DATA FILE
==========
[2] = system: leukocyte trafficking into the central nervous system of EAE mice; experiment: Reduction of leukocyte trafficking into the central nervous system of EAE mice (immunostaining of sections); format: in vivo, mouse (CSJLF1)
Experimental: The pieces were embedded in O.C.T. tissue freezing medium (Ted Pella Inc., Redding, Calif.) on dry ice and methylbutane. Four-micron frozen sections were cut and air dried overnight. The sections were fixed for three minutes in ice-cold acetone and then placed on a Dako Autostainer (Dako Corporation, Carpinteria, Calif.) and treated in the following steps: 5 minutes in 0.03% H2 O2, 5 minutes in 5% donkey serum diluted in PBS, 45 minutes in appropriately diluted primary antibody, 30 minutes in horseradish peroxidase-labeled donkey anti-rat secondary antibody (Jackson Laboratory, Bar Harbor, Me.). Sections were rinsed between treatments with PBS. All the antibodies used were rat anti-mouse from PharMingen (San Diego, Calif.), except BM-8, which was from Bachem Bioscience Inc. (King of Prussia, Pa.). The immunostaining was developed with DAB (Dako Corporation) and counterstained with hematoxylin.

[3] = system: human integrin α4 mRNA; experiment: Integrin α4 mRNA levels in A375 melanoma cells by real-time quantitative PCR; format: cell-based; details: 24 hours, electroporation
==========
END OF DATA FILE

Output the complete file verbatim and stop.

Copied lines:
[2] = system: leukocyte trafficking into the central nervous system of EAE mice; experiment: Reduction of leukocyte trafficking into the central nervous system of EAE mice (immunostaining of sections); format: in vivo, mouse (CSJLF1)
Experimental: The pieces were embedded in O.C.T. tissue freezing medium (Ted Pella Inc., Redding, Calif.) on dry ice and methylbutane. Four-micron frozen sections were cut and air dried overnight. The sections were fixed for three minutes in ice-cold acetone and then placed on a Dako Autostainer (Dako Corporation, Carpinteria, Calif.) and treated in the following steps: 5 minutes in 0.03% H2 O2, 5 minutes in 5% donkey serum diluted in PBS, 45 minutes in appropriately diluted primary antibody, 30 minutes in horseradish peroxidase-labeled donkey anti-rat secondary antibody (Jackson Laboratory, Bar Harbor, Me.). Sections were rinsed between treatments with PBS. All the antibodies used were rat anti-mouse from PharMingen (San Diego, Calif.), except BM-8, which was from Bachem Bioscience Inc. (King of Prussia, Pa.). The immunostaining was developed with DAB (Dako Corporation) and counterstained with hematoxylin.

[3] = system: human integrin α4 mRNA; experiment: Integrin α4 mRNA levels in A375 melanoma cells by real-time quantitative PCR; format: cell-based; details: 24 hours, electroporation